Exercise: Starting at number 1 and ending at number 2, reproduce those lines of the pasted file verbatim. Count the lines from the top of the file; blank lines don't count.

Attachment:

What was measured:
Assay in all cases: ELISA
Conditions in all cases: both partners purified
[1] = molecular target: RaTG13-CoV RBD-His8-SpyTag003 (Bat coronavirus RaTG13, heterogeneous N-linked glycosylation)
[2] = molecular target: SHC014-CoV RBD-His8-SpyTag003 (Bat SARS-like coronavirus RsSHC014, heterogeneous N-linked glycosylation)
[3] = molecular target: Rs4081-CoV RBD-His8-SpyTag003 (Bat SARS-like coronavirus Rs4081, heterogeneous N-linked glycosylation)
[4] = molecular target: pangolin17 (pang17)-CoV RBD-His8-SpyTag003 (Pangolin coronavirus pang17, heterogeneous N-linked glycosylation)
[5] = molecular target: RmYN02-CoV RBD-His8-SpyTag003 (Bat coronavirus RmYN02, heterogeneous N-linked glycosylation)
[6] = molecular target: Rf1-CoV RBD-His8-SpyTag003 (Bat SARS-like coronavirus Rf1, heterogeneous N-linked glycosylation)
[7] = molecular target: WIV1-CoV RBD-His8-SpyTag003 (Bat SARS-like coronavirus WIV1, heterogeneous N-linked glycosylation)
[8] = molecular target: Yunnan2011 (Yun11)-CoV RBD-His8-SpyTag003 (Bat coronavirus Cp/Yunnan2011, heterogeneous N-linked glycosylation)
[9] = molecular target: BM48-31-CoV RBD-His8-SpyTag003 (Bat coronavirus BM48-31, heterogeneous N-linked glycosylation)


What was measured:
Assay in all cases: ELISA